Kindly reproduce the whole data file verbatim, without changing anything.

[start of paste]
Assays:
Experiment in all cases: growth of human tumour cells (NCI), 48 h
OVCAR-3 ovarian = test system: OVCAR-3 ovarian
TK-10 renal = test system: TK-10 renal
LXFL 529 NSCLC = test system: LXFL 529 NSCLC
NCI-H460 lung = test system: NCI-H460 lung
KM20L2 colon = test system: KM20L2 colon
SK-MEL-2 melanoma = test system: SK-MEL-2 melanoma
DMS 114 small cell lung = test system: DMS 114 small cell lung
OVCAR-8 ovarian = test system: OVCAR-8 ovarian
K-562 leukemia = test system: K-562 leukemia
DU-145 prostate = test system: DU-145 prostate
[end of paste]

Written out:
Assays:
Experiment in all cases: growth of human tumour cells (NCI), 48 h
OVCAR-3 ovarian = test system: OVCAR-3 ovarian
TK-10 renal = test system: TK-10 renal
LXFL 529 NSCLC = test system: LXFL 529 NSCLC
NCI-H460 lung = test system: NCI-H460 lung
KM20L2 colon = test system: KM20L2 colon
SK-MEL-2 melanoma = test system: SK-MEL-2 melanoma
DMS 114 small cell lung = test system: DMS 114 small cell lung
OVCAR-8 ovarian = test system: OVCAR-8 ovarian
K-562 leukemia = test system: K-562 leukemia
DU-145 prostate = test system: DU-145 prostate